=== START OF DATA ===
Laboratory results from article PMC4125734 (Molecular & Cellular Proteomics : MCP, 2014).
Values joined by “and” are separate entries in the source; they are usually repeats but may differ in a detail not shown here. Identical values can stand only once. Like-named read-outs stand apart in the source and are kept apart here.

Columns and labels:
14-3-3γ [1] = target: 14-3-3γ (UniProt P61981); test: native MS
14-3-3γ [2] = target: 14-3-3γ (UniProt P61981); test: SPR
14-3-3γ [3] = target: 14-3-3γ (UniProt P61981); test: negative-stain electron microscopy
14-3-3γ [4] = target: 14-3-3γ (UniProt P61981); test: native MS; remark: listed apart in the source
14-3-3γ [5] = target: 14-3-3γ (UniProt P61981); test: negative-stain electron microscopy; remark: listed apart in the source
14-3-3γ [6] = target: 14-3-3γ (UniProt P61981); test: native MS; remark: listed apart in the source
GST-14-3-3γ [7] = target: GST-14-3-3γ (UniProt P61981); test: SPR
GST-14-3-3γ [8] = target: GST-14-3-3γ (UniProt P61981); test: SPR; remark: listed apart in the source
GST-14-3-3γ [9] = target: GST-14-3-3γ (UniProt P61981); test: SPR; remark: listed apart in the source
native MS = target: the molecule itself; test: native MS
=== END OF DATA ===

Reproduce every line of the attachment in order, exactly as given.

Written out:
Laboratory results from article PMC4125734 (Molecular & Cellular Proteomics : MCP, 2014).
Values joined by “and” are separate entries in the source; they are usually repeats but may differ in a detail not shown here. Identical values can stand only once. Like-named read-outs stand apart in the source and are kept apart here.

Columns and labels:
14-3-3γ [1] = target: 14-3-3γ (UniProt P61981); test: native MS
14-3-3γ [2] = target: 14-3-3γ (UniProt P61981); test: SPR
14-3-3γ [3] = target: 14-3-3γ (UniProt P61981); test: negative-stain electron microscopy
14-3-3γ [4] = target: 14-3-3γ (UniProt P61981); test: native MS; remark: listed apart in the source
14-3-3γ [5] = target: 14-3-3γ (UniProt P61981); test: negative-stain electron microscopy; remark: listed apart in the source
14-3-3γ [6] = target: 14-3-3γ (UniProt P61981); test: native MS; remark: listed apart in the source
GST-14-3-3γ [7] = target: GST-14-3-3γ (UniProt P61981); test: SPR
GST-14-3-3γ [8] = target: GST-14-3-3γ (UniProt P61981); test: SPR; remark: listed apart in the source
GST-14-3-3γ [9] = target: GST-14-3-3γ (UniProt P61981); test: SPR; remark: listed apart in the source
native MS = target: the molecule itself; test: native MS